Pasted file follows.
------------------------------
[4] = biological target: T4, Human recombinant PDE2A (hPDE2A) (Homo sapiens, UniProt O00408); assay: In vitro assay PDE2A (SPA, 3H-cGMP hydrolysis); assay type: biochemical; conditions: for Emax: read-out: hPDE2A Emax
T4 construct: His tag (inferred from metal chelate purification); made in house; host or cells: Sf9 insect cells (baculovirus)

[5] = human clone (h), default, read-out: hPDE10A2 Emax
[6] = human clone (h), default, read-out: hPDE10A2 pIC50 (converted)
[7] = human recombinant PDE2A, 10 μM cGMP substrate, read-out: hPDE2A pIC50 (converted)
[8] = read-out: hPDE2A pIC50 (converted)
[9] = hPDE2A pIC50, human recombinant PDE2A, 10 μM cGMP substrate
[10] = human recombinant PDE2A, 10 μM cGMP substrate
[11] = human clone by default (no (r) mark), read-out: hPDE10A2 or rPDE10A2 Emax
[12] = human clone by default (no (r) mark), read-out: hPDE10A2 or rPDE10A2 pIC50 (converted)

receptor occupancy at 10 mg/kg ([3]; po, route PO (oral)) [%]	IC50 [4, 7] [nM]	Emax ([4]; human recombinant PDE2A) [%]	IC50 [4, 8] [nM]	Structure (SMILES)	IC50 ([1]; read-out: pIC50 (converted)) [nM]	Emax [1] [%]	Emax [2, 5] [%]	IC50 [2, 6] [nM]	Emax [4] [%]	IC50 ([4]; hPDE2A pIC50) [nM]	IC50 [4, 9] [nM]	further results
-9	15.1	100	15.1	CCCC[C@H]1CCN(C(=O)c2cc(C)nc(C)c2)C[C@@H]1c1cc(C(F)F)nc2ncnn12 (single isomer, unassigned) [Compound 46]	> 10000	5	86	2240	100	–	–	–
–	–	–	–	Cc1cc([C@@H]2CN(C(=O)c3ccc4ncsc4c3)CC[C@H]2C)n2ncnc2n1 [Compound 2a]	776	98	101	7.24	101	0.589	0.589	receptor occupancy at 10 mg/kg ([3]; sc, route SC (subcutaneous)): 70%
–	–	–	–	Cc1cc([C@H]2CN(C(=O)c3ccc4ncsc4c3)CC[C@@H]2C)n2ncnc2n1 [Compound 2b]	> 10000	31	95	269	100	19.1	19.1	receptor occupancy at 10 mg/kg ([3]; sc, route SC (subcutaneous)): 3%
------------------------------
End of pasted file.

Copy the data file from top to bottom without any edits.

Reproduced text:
[4] = biological target: T4, Human recombinant PDE2A (hPDE2A) (Homo sapiens, UniProt O00408); assay: In vitro assay PDE2A (SPA, 3H-cGMP hydrolysis); assay type: biochemical; conditions: for Emax: read-out: hPDE2A Emax
T4 construct: His tag (inferred from metal chelate purification); made in house; host or cells: Sf9 insect cells (baculovirus)

[5] = human clone (h), default, read-out: hPDE10A2 Emax
[6] = human clone (h), default, read-out: hPDE10A2 pIC50 (converted)
[7] = human recombinant PDE2A, 10 μM cGMP substrate, read-out: hPDE2A pIC50 (converted)
[8] = read-out: hPDE2A pIC50 (converted)
[9] = hPDE2A pIC50, human recombinant PDE2A, 10 μM cGMP substrate
[10] = human recombinant PDE2A, 10 μM cGMP substrate
[11] = human clone by default (no (r) mark), read-out: hPDE10A2 or rPDE10A2 Emax
[12] = human clone by default (no (r) mark), read-out: hPDE10A2 or rPDE10A2 pIC50 (converted)

receptor occupancy at 10 mg/kg ([3]; po, route PO (oral)) [%]	IC50 [4, 7] [nM]	Emax ([4]; human recombinant PDE2A) [%]	IC50 [4, 8] [nM]	Structure (SMILES)	IC50 ([1]; read-out: pIC50 (converted)) [nM]	Emax [1] [%]	Emax [2, 5] [%]	IC50 [2, 6] [nM]	Emax [4] [%]	IC50 ([4]; hPDE2A pIC50) [nM]	IC50 [4, 9] [nM]	further results
-9	15.1	100	15.1	CCCC[C@H]1CCN(C(=O)c2cc(C)nc(C)c2)C[C@@H]1c1cc(C(F)F)nc2ncnn12 (single isomer, unassigned) [Compound 46]	> 10000	5	86	2240	100	–	–	–
–	–	–	–	Cc1cc([C@@H]2CN(C(=O)c3ccc4ncsc4c3)CC[C@H]2C)n2ncnc2n1 [Compound 2a]	776	98	101	7.24	101	0.589	0.589	receptor occupancy at 10 mg/kg ([3]; sc, route SC (subcutaneous)): 70%
–	–	–	–	Cc1cc([C@H]2CN(C(=O)c3ccc4ncsc4c3)CC[C@@H]2C)n2ncnc2n1 [Compound 2b]	> 10000	31	95	269	100	19.1	19.1	receptor occupancy at 10 mg/kg ([3]; sc, route SC (subcutaneous)): 3%